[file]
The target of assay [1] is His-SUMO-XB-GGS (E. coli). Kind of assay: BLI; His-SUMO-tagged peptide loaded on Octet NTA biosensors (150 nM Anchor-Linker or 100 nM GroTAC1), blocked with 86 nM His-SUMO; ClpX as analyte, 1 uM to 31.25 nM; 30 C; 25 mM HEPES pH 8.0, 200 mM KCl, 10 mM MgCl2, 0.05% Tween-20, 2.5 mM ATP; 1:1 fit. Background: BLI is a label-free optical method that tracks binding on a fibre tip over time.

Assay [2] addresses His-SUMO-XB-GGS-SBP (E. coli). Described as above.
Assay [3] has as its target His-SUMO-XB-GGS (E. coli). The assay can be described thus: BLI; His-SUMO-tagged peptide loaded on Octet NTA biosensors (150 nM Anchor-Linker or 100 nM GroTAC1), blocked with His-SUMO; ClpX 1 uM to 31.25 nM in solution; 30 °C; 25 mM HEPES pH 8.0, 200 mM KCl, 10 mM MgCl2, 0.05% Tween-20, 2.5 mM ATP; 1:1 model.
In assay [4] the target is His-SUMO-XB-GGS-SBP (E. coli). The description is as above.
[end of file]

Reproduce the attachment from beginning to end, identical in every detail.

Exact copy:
The target of assay [1] is His-SUMO-XB-GGS (E. coli). Kind of assay: BLI; His-SUMO-tagged peptide loaded on Octet NTA biosensors (150 nM Anchor-Linker or 100 nM GroTAC1), blocked with 86 nM His-SUMO; ClpX as analyte, 1 uM to 31.25 nM; 30 C; 25 mM HEPES pH 8.0, 200 mM KCl, 10 mM MgCl2, 0.05% Tween-20, 2.5 mM ATP; 1:1 fit. Background: BLI is a label-free optical method that tracks binding on a fibre tip over time.

Assay [2] addresses His-SUMO-XB-GGS-SBP (E. coli). Described as above.
Assay [3] has as its target His-SUMO-XB-GGS (E. coli). The assay can be described thus: BLI; His-SUMO-tagged peptide loaded on Octet NTA biosensors (150 nM Anchor-Linker or 100 nM GroTAC1), blocked with His-SUMO; ClpX 1 uM to 31.25 nM in solution; 30 °C; 25 mM HEPES pH 8.0, 200 mM KCl, 10 mM MgCl2, 0.05% Tween-20, 2.5 mM ATP; 1:1 model.
In assay [4] the target is His-SUMO-XB-GGS-SBP (E. coli). The description is as above.